On his 100th birthday, he planted 100 plants of corn (1 for each year) and had such a good crop that he shared with the neighbors and family. He had a wonderful memory for the past and present, even including his first ice cream at the Cox ranch by the river, 98 years back. It only cost 1 penny for a bowl he and his brother and sister shared. He loved to tell his grandkids and great-grandkids about his old sod home that was 14 x 24 with mud floors where 5 people lived. And of course the first car ride at 5 miles an hour that made the tears come to his eyes while standing on the running board. He especially was impressed with Halley’s Comet when he was 9. It left a great tail and bright light across the heavens for many days and people were a bit frightened as they weren’t into scientific studies at that time. Of course he saw many inventions such as electricity, telephones, airplanes, space travel, T.V., microwaves, and computers with their endless chips (not like the cow chips he used to survive by cooking, etc.) he had a real zest for life and a great sense of humor. He only regretted not having a more formal education, but he read daily without glasses, even until shortly before his last illness in February. He would read volumes of encyclopedias because it was so intriguing to him.  He only had a 5th grade education in a one-room school house in the settlement, but even until 103, he could still tell the square roots, pitches of roofs and how to build them. He built several barns for the settlement farmers, which some still stand today.

His humor, many talents, deep wisdom, love for God and his family and friends will be profoundly missed. His blue twinkling eyes and mischievous smile, ready to capture anyone who would listen to his many memories and fun stories, are a part of the legacy of strength and independence to all who knew him. He was known to add spice and laughter to those who visited him, especially each year he returned to the farm. His enthusiasm for life and learning new things were an inspiration to his family and others who knew him. Even at 95, he snorkeled in Hawaii much  to the amazement of those who watched him. His age always surprised him as he was the oldest living carpenter union member in California and had to go each year in person to prove he was still alive. He would just tell them, “Keep those pension checks coming. I’m not through with all of you yet.” Early this year he was honored by the PTA for being the oldest member in the state of California. He even had a standing ovation. His political views were as follows; “I lived under 19 presidents, starting with McKinley and ending with Bush and all of them were good to me. I survived under all of them.” He would be remembered by those who ask him, “How are you doing John?” He would reply, “If I was any better, I couldn’t stand myself.” After his 100th birthday, when people would tell him he looked good for his age, he would reply, “When a plum becomes a dried up prune, it doesn’t change from then on.” An avid traveler, John went on several cruises, toured Europe and visited many of the relatives still living there. He spent 6 weeks traveling the U.S. with his immediate family and visited 38 states.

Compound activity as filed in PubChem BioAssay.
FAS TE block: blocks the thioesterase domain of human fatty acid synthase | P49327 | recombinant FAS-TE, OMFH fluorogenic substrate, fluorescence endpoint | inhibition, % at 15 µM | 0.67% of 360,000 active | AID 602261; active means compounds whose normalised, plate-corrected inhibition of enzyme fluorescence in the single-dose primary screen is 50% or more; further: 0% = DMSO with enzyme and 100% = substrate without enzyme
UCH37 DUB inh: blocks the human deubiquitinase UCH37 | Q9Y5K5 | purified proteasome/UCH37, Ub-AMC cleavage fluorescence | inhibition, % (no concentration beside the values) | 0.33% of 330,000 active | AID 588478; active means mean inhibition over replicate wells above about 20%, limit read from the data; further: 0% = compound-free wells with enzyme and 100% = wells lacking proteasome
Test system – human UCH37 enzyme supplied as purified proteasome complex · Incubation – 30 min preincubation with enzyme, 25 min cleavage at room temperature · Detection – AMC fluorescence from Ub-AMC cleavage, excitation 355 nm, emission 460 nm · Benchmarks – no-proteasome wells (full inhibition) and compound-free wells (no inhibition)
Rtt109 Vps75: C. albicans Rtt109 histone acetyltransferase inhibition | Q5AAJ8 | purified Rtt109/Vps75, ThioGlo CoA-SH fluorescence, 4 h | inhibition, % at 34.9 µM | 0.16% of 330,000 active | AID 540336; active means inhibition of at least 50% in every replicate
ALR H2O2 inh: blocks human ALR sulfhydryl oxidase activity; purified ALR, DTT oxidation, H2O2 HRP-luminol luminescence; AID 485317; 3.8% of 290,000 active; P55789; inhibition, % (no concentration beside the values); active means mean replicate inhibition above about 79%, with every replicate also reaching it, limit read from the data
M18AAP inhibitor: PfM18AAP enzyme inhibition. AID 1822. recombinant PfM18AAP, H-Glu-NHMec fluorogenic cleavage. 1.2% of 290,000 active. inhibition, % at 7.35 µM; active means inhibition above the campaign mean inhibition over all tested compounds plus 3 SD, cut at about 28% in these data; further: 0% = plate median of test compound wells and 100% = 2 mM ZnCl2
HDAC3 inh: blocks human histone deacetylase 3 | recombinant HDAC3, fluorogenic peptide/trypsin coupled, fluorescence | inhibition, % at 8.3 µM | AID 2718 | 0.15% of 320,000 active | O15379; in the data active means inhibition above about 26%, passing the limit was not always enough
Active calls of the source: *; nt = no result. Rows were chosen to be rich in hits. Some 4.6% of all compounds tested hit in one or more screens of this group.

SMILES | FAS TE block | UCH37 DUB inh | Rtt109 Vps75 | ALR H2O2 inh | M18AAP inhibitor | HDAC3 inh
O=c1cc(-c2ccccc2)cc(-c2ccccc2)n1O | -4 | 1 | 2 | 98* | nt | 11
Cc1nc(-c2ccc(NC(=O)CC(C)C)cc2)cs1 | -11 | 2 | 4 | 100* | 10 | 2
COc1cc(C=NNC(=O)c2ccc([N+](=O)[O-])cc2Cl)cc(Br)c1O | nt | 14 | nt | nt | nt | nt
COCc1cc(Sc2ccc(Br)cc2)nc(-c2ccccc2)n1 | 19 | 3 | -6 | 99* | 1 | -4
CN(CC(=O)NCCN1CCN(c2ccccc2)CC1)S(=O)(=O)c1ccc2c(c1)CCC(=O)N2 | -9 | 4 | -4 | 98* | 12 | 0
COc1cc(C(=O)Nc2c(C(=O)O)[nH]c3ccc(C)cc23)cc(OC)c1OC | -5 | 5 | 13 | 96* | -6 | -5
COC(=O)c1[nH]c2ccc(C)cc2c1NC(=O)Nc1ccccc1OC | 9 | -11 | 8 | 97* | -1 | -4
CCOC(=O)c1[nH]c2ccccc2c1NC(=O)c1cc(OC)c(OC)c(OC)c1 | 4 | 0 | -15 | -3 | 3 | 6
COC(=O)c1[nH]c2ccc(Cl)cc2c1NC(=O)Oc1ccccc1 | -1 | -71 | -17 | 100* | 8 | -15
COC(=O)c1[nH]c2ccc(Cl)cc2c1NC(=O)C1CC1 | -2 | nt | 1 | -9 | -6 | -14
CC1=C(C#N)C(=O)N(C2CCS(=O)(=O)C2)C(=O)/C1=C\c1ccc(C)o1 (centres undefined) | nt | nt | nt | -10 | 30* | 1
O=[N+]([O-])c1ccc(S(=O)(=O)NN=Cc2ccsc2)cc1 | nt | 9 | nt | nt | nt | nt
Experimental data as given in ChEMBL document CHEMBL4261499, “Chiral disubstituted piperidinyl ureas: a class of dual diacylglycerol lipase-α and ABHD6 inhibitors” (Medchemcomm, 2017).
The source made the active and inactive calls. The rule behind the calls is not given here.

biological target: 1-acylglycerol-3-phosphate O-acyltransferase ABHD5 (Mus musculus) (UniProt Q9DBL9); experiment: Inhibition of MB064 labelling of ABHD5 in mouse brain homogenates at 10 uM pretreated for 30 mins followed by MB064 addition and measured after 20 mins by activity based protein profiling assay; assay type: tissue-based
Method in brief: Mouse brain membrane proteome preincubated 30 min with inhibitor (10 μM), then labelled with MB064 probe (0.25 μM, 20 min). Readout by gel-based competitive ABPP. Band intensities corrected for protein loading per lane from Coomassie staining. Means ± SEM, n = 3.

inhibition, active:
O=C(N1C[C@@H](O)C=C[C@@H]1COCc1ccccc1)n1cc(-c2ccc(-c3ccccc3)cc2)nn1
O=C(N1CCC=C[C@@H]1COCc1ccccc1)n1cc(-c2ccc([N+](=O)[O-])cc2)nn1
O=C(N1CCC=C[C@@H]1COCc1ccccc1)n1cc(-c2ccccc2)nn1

A full 103 years of life. He will be truly missed. John was preceded in death by his beloved wife Margaret of 63 years; his parents, Jacob and Katherine Strobel; sister Emma Schaal; brothers Rev. Theodore Strobel, Albert and Emil Strobel; sisters-in-law Lena and Anna (Ziegler) Strobel, Lydia (Weisshaar) Wardona; brothers-in-law Jake Schaal, Elton Carpenter, George Wardona, Joseph and Paul Weisshaar; father and mother-in-law Joseph and Margaret Weisshaar. John is survived by his only daughter, Esther Wethern of San Lorenzo, Calif.; grandchildren Steve Wethern and his wife Jeannie of Oregon, James Wethern, Karen (Wethern) Welch and husband Michael Welch, Kathy (Wethern) Silva, all from California; great-grandchildren Becky, Angela, Danny Wethern, Stormy Wethern Mckenzie and Jasmyn Welch and Chelsea and Haley Silva; and several step-great-grandchildren; also 17 nieces and nephews, numerous cousins and friends. In lieu of flowers, the family suggests the memorials be sent to Hope Congregational Church Memorial Fund, Bethune, CO 80805.

Friends and family are invited to a viewing at Hendricks Love Mortuary on Friday, March 29, 2002, from 5 to 8 p.m. and to the funeral and burial at Hope Congregational Church settlement, Bethune, on Saturday, March 30, 2002, at 10:30 a.m. After burial, lunch will be served to all immediately following.